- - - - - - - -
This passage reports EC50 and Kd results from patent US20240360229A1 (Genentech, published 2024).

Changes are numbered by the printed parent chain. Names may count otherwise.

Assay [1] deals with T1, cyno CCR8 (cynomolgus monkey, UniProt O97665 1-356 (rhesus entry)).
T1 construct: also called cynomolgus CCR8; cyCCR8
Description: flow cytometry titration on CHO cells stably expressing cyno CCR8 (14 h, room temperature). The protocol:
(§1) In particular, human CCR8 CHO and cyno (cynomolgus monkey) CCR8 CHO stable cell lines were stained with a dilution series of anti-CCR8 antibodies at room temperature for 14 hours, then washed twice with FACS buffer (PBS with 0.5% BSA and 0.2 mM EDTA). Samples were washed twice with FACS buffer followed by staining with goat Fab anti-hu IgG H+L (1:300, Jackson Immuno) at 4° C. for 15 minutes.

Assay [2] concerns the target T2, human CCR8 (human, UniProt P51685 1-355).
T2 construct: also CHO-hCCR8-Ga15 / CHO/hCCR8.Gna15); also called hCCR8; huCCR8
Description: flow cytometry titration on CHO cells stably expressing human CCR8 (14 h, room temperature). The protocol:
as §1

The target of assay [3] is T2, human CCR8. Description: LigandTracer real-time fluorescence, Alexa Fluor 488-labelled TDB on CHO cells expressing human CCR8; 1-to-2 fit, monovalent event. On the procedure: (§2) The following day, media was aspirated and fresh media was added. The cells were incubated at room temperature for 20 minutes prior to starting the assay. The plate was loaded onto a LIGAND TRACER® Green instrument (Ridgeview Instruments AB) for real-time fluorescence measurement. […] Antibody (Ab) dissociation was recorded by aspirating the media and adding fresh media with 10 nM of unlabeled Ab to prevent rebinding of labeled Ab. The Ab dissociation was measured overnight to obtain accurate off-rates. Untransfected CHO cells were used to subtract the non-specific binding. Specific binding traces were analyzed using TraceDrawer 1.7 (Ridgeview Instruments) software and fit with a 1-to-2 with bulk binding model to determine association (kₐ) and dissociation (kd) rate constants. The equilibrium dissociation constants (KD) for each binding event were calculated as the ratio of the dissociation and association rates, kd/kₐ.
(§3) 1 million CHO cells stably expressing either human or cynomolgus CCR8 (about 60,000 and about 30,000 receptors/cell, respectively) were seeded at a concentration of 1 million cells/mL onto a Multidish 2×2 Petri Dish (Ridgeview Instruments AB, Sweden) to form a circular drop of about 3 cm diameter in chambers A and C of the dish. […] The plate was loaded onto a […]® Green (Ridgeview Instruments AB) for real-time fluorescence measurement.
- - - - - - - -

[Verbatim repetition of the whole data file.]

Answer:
This passage reports EC50 and Kd results from patent US20240360229A1 (Genentech, published 2024).

Changes are numbered by the printed parent chain. Names may count otherwise.

Assay [1] deals with T1, cyno CCR8 (cynomolgus monkey, UniProt O97665 1-356 (rhesus entry)).
T1 construct: also called cynomolgus CCR8; cyCCR8
Description: flow cytometry titration on CHO cells stably expressing cyno CCR8 (14 h, room temperature). The protocol:
(§1) In particular, human CCR8 CHO and cyno (cynomolgus monkey) CCR8 CHO stable cell lines were stained with a dilution series of anti-CCR8 antibodies at room temperature for 14 hours, then washed twice with FACS buffer (PBS with 0.5% BSA and 0.2 mM EDTA). Samples were washed twice with FACS buffer followed by staining with goat Fab anti-hu IgG H+L (1:300, Jackson Immuno) at 4° C. for 15 minutes.

Assay [2] concerns the target T2, human CCR8 (human, UniProt P51685 1-355).
T2 construct: also CHO-hCCR8-Ga15 / CHO/hCCR8.Gna15); also called hCCR8; huCCR8
Description: flow cytometry titration on CHO cells stably expressing human CCR8 (14 h, room temperature). The protocol:
as §1

The target of assay [3] is T2, human CCR8. Description: LigandTracer real-time fluorescence, Alexa Fluor 488-labelled TDB on CHO cells expressing human CCR8; 1-to-2 fit, monovalent event. On the procedure: (§2) The following day, media was aspirated and fresh media was added. The cells were incubated at room temperature for 20 minutes prior to starting the assay. The plate was loaded onto a LIGAND TRACER® Green instrument (Ridgeview Instruments AB) for real-time fluorescence measurement. […] Antibody (Ab) dissociation was recorded by aspirating the media and adding fresh media with 10 nM of unlabeled Ab to prevent rebinding of labeled Ab. The Ab dissociation was measured overnight to obtain accurate off-rates. Untransfected CHO cells were used to subtract the non-specific binding. Specific binding traces were analyzed using TraceDrawer 1.7 (Ridgeview Instruments) software and fit with a 1-to-2 with bulk binding model to determine association (kₐ) and dissociation (kd) rate constants. The equilibrium dissociation constants (KD) for each binding event were calculated as the ratio of the dissociation and association rates, kd/kₐ.
(§3) 1 million CHO cells stably expressing either human or cynomolgus CCR8 (about 60,000 and about 30,000 receptors/cell, respectively) were seeded at a concentration of 1 million cells/mL onto a Multidish 2×2 Petri Dish (Ridgeview Instruments AB, Sweden) to form a circular drop of about 3 cm diameter in chambers A and C of the dish. […] The plate was loaded onto a […]® Green (Ridgeview Instruments AB) for real-time fluorescence measurement.